The ditches, cropped low to the ground and sun dried in the fall air, crackled underfoot. Midway, a conveniently placed bale of hay served as lunch table and rest stop.
In the quarter hour it took to make the journey, an occasional car would pass on the gravel road, momentarily silencing natures sounds and stirring the dust into the air, leaving a choking cloud lasting for minutes.
Arriving at the school, our sandwiches gone and canteens half empty, my brother and I discovered that an abandoned country school is one of the loneliest places on earth. Unkempt with thistle and kosher weed growing through the sandy soil, the playground looked tired and abandoned. Saplings pushed their way upward from around the outhouse. The outhouse door, long relieved of its duty banging into the well worn door jams, now lie askew on one hinge. Wooden swings hung by rusty chains eerily creaking in the prairie wind would unnerve all but the bravest of souls, but not my brother and me.
We played for a short while on the swings, but soon our curiosity about what treasures lie within the school took over. First, we opened the outer door of the foyer, only to find the inner door padlocked soundly. We climbed upon the coal box and tried the window. It too was locked or stuck shut. For some time, we gazed at the belfry wondering if there was a way down from that tower, but soon discovered that the way up to the tower was a greater problem. We were ready to give up until my brother decided to open this coal box upon which we were perched. We climbed down and opened the large door of the box and in the dark bottom there appeared a small, square opening about the right size for a boy. In we went. Lying on our backs, feet in the air propped over the edge of the coal box, we squeezed into the schoolhouse head first. Covered with dirt, dust and cobwebs, we began to dust ourselves off.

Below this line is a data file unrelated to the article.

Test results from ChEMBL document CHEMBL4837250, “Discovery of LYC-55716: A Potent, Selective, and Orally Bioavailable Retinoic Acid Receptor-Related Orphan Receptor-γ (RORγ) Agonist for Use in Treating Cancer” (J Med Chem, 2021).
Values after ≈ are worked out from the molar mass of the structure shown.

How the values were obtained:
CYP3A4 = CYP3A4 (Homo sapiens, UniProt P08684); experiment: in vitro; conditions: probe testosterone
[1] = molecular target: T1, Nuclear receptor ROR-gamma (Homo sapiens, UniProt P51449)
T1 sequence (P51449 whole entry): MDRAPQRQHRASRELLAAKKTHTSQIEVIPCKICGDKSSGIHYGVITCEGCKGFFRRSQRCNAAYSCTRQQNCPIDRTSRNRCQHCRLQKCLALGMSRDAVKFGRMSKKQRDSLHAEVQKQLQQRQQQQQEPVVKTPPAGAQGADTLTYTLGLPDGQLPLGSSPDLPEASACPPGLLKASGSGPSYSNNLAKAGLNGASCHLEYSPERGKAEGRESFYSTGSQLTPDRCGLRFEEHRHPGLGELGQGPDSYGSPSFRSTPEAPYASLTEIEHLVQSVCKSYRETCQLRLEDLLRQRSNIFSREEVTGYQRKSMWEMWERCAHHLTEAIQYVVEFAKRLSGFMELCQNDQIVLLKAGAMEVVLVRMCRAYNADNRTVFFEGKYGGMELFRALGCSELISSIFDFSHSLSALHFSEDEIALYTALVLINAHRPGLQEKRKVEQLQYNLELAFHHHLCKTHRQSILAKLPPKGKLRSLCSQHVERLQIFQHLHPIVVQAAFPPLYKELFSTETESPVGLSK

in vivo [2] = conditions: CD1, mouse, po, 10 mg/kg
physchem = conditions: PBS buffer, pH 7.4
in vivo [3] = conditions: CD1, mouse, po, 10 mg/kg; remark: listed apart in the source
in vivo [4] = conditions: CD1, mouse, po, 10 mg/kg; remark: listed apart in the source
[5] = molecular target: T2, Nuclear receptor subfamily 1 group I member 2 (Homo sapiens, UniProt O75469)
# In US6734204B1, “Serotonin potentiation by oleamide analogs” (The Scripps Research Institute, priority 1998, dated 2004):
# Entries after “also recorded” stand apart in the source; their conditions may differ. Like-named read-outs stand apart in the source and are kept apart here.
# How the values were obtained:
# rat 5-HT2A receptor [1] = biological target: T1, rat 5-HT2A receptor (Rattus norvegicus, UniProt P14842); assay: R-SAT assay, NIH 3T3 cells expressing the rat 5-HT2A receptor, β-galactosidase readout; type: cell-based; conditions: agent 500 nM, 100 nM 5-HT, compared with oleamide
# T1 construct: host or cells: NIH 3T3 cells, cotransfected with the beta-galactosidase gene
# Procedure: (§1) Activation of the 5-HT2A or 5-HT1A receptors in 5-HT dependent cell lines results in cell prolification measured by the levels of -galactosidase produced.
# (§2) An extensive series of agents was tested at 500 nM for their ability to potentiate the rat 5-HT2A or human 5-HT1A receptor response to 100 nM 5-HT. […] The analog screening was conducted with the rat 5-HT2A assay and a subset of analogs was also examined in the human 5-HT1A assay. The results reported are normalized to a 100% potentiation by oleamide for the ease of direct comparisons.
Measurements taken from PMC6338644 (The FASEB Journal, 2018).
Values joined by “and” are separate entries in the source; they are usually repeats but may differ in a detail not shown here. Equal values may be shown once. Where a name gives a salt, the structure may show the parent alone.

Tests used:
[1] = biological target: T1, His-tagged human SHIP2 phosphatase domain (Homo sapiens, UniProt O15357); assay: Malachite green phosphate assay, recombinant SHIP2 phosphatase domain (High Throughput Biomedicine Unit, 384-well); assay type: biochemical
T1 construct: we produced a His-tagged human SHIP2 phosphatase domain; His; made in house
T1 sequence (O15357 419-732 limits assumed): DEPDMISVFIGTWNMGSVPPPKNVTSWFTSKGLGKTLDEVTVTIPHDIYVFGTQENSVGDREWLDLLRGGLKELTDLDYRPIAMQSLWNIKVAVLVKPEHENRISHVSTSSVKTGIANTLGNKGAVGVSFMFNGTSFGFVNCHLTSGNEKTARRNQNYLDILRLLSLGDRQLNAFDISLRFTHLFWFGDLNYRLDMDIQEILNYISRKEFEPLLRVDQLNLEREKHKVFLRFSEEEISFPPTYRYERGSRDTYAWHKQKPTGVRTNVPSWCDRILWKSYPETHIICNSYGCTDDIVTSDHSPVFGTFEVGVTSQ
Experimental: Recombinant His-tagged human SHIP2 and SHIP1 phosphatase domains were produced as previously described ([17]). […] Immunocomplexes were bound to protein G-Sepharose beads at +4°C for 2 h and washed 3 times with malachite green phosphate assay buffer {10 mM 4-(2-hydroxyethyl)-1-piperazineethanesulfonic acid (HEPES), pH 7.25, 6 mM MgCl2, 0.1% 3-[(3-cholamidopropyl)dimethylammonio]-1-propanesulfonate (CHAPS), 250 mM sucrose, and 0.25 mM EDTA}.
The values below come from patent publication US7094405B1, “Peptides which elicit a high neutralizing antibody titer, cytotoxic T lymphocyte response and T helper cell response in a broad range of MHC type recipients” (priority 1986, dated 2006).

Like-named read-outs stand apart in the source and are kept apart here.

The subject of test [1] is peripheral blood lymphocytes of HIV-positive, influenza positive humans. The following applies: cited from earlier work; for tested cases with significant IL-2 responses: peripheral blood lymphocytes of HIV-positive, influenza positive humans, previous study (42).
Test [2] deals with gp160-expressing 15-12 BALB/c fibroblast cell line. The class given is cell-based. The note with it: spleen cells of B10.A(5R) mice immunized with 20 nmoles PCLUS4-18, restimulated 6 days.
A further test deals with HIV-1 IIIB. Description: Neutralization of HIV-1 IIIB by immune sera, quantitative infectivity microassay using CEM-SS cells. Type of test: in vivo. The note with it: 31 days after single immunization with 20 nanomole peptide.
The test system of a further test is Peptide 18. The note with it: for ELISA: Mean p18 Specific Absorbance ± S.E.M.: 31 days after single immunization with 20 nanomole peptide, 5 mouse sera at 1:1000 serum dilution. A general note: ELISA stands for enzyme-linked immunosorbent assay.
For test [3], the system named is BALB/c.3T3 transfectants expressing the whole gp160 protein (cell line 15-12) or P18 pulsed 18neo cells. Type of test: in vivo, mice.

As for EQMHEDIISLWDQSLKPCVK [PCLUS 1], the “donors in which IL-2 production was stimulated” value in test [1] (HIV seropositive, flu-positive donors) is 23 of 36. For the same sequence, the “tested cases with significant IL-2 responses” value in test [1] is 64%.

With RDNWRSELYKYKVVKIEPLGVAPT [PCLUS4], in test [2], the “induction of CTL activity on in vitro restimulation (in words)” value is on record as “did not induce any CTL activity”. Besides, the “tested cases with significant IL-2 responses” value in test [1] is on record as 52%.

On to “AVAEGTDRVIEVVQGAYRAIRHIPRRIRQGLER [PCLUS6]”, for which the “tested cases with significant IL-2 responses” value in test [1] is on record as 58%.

The air in the school was heavy with the smell of mildew. And dust, awakened from its long sleep, danced excitedly in the sunlight. Bookcases of oak lined the walls, and wooden desks in neat rows waited for the next morning class. On the teacher’s desk sat a brass hand-bell with a long black wooden handle. In the corner near our new entrance stood a wood or coal burning stove. The wooden floors sounded a creaking welcome, punctuated by the sound of the bell, now in my brother’s hand. Hearing an approaching car, we ducked down, listened as the car passed and shared a feeling of sheer excitement that somehow we had gone unnoticed by this passerby . We were inside and no one was the wiser.
Driven by the wind, the ghostly sound of the old swing set alerted us that the weather was changing. The sky had dimmed, the setting sun hid behind fall thunder clouds and a cool breeze announced an imminent shower. We unlocked the window above the coal box, climbed out, pulled the window down behind us and ran back to the farmhouse.
Arriving at the farm yard about the same time as my father and grandfather returned from the field, our dust of adventure went unnoticed amidst their dust of harvest. We men all washed up for dinner. When we finished eating, my father announced that it was time to go back to town.
“There’s nothing to do in town.” We lamented. “We will die of boredom.” But off we went, heads bowed solemnly, packed into the family’s Ford, for the drive to town.